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Int. J. Environ. Res. Public Health 2013, 10(6), 2150-2163; doi:10.3390/ijerph10062150
Article

Fish Consumption during Pregnancy, Mercury Transfer, and Birth Weight along the Madeira River Basin in Amazonia

1
, 2
, 2,* , 3
, 3
, 4
 and 4
1 Federal University of Rio de Janeiro, Campus Macaé, CEP 27930-560, RJ, Brazil 2 University of Brasília, Brasília, CEP 0919-970, DF, Brazil 3 Federal University of Rondônia, Porto Velho, CEP 76801-059, RO, Brazil 4 Institute of Biophysics Carlos Chagas Filho, Federal University of Rio de Janeiro, CEP 21941-902, RJ, Brazil
* Author to whom correspondence should be addressed.
Received: 1 April 2013 / Revised: 16 May 2013 / Accepted: 17 May 2013 / Published: 28 May 2013
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Abstract

Birth weight can be a predictor of maternal health issues related to nutrition and environmental contaminants. Total hair mercury (HHg) concentration was studied as an indicator of both fish consumption and methylmercury exposure in mothers (and newborns) living in selected low income areas of the Madeira River basin, Amazonia, Brazil. This cohort study (n = 1,433) consisted of traditional riverines (n = 396), riverines who had moved to urban (n = 676) and rural (n = 67) settings, and tin miner settlers (n = 294). Median maternal HHg was significantly different (p = 0.00001) between riverine (12.1 µg·g−1), rural (7.82 µg·g−1), urban (5.4 µg·g−1), and tin miner (4.5 µg·g−1) groups studied. The same trend (of medians) was observed for newborns’ HHg which also showed significant differences between riverine (3.0 µg·g−1), rural (2.0 µg·g−1), urban (1.5 µg·g−1), and tin miner (0.8 µg·g−1) groups. The correlation between maternal and newborn HHg was statistically significant in the riverine (r = 0.8952; p = 0.0001), urban (r = 0.6744; p = 0.0001), and rural (r = 0.8416; p = 0.0001) groups but not in the mother-infant pairs in the tin miner group (r = 0.0638; p = 0.2752). Birth weight was significantly different among groups but did not show a pattern consistent with that of fish consumption (and HHg). A multiple regression analysis showed that only family income and gestational age had a significant impact on birth weight. Conclusions: Maternal HHg is an important biomarker of maternal fish consumption and of methylmercury exposure during pregnancy. However, in these Amazonian groups, only maternal education and gestational age seemed to affect birth weight positively.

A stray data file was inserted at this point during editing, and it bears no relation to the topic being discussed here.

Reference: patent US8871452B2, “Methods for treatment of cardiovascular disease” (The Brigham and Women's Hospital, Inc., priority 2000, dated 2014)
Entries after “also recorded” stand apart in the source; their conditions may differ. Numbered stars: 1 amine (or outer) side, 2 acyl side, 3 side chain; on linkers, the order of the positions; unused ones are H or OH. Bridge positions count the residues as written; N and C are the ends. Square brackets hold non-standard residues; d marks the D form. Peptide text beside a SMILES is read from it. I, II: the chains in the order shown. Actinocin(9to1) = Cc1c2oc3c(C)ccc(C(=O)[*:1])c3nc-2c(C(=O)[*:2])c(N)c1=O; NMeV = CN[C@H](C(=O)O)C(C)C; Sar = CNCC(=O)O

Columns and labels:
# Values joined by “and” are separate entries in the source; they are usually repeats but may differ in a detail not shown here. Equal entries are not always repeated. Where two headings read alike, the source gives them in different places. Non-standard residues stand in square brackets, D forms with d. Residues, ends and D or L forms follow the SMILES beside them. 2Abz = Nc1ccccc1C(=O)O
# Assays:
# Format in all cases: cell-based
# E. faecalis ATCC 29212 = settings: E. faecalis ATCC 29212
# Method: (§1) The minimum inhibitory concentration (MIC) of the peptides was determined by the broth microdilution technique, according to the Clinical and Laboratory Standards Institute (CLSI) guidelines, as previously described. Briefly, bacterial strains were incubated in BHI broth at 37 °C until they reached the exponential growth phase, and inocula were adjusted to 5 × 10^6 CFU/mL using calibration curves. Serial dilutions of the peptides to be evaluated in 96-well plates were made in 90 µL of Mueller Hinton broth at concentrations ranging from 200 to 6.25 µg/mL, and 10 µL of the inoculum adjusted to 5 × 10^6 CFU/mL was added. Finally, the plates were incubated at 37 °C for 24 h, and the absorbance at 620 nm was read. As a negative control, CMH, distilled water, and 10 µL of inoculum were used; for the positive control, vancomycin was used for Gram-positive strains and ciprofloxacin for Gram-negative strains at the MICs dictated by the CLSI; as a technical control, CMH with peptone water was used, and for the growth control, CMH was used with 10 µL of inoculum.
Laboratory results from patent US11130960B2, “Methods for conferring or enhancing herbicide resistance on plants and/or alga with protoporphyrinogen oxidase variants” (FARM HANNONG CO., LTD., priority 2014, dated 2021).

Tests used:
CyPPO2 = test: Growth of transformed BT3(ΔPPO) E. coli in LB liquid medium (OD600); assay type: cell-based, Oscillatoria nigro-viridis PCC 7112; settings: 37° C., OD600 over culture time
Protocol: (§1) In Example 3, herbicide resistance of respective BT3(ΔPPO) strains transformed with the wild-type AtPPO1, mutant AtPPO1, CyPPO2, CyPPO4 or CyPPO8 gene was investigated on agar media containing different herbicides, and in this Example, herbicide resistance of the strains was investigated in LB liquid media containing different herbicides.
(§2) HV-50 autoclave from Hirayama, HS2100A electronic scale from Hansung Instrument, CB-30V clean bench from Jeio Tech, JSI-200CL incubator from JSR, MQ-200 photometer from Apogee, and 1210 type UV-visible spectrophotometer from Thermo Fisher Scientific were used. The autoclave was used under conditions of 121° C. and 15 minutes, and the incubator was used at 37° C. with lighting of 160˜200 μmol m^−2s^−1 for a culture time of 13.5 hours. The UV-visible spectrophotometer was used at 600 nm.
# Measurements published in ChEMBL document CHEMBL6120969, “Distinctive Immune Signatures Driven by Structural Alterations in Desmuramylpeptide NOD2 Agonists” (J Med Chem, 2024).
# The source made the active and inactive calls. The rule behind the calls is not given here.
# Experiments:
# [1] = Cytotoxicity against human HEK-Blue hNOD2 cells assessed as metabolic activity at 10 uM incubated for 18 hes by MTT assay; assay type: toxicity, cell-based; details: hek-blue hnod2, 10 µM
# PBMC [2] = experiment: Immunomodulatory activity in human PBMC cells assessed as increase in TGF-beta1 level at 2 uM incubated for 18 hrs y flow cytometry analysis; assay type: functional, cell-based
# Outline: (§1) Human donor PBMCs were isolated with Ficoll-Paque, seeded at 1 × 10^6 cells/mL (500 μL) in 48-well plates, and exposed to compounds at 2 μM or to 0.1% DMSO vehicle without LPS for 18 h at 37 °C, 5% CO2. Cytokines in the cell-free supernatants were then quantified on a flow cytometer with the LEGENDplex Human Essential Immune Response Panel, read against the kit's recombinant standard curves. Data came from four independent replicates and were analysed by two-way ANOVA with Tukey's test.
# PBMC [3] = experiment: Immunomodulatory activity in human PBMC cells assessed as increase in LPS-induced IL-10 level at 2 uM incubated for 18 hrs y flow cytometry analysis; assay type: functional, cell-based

Keywords: methyl-mercury; fish; pregnancy; fetal growth; gestational age; maternal education methyl-mercury; fish; pregnancy; fetal growth; gestational age; maternal education
This is an open access article distributed under the Creative Commons Attribution License which permits unrestricted use, distribution, and reproduction in any medium, provided the original work is properly cited.

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Marques, R.C.; Bernardi, J.V.E.; Dórea, J.G.; Brandão, K.G.; Bueno, L.; Leão, R.S.; Malm, O. Fish Consumption during Pregnancy, Mercury Transfer, and Birth Weight along the Madeira River Basin in Amazonia. Int. J. Environ. Res. Public Health 2013, 10, 2150-2163.

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